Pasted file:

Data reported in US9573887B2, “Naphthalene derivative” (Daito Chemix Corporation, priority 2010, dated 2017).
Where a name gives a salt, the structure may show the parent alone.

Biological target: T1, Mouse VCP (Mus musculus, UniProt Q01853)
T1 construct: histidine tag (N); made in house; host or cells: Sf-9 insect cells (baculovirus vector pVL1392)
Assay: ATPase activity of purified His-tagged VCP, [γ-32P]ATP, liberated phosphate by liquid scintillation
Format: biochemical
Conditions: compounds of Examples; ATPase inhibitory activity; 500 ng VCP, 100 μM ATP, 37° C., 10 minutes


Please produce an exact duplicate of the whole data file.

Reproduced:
Data reported in US9573887B2, “Naphthalene derivative” (Daito Chemix Corporation, priority 2010, dated 2017).
Where a name gives a salt, the structure may show the parent alone.

Biological target: T1, Mouse VCP (Mus musculus, UniProt Q01853)
T1 construct: histidine tag (N); made in house; host or cells: Sf-9 insect cells (baculovirus vector pVL1392)
Assay: ATPase activity of purified His-tagged VCP, [γ-32P]ATP, liberated phosphate by liquid scintillation
Format: biochemical
Conditions: compounds of Examples; ATPase inhibitory activity; 500 ng VCP, 100 μM ATP, 37° C., 10 minutes